Deeper learning is the process of learning for transfer. Student competencies that allow for deep learning include cognitive reasoning and problem solving, intrapersonal competencies which involve self-management, and interpersonal competencies which refer to working and communicating with others. When these competencies are in place, students are better able to experience deeper learning.
Math is a natural subject to incorporate these competencies. Recently, we were working on composing and decomposing numbers to 10. Initially, students worked independently to compose numbers using M&M’s and a work mat.
By working independently, students engaged their cognitive and intrapersonal skills. Next, students were able to work together on their iPad devices to compose numbers in a variety of ways. Students were able to choose the app to demonstrate learning.
Here are a couple of examples:
The above example is from the Number Pieces app.
These examples are from the Felt Board app. Do you see the difference from left to right? The pair of students on the left composed 10 in ways that were more traditional. The pair of students on the right were both advanced in their thinking and were able to demonstrate far beyond the expected standard. All of these examples meet the standard, yet, given the opportunity to have choice in how they demonstrate learning, students often perform higher than our expectations.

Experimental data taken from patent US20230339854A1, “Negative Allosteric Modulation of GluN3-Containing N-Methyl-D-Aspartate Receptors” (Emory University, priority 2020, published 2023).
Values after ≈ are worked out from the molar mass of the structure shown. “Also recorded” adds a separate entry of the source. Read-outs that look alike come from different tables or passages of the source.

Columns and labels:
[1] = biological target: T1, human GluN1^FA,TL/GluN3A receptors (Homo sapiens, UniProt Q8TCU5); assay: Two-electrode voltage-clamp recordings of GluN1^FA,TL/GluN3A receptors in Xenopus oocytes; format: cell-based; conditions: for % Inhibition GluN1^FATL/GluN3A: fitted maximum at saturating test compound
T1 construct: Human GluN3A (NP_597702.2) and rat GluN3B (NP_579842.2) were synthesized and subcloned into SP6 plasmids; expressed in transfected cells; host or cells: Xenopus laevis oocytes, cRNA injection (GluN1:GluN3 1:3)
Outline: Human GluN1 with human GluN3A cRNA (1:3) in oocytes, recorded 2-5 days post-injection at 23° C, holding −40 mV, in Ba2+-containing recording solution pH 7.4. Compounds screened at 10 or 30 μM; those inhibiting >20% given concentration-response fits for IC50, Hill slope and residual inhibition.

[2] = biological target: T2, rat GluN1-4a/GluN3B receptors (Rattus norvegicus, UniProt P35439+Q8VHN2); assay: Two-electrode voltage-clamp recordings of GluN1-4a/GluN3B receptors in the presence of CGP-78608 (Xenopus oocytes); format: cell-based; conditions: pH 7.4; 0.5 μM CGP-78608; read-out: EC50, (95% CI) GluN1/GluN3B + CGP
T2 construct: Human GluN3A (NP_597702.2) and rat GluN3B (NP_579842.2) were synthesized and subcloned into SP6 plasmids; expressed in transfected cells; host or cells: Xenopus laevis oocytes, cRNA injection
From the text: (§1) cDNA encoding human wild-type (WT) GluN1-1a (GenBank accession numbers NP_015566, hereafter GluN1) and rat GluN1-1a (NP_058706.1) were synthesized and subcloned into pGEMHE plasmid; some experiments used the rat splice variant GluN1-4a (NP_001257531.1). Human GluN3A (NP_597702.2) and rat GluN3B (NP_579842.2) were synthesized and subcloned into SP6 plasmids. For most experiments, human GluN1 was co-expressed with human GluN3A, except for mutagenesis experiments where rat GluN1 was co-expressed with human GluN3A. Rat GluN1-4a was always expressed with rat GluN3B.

Integrating technology into your teaching practice can transform learner outcomes. Through voice and choice, students develop “creating and doing dispositions”. Through inquiry, problem solving, and collaboration both with peers and teachers, students are better able to lead their learning more effectively and transfer their knowledge to their world beyond the classroom.
In what ways are you creating deep learning opportunities in your classroom?
8 thoughts on “Using the iPad for Deeper Learning”
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The kindergarten class where my kid attend, is planning to fully switch from books and notebooks to ipads.
Might I ask you:
How many hours per day would you say kindergarten clasess with Ipad should be?
Do you think that Ipads can 100% substitute the use of books and getting rid of books and paper notes is somethiing to pursue?
Fernando, I give my students the choice of how they want to demonstrate learning, while most will choose to use the iPad, they are on and off of it throughout the day. They do not sit on it for long periods of time, and when they do use it, it is to complete an assignment. My class is a traditional kindergarten classroom with centers, games, and hands-on activities. The iPad is just a tool to demonstrate learning. The iPad has the ability to replace paper and books. Saving paper is always a good thing…however, my students have the choice to read actual books in the classroom or read books on the iPad. We don’t do worksheets because I don’t feel they give children to accurately demonstrate what they know. Creating content on the iPad gives students the opportunity to engage in deeper learning that worksheets just d0n’t provide.
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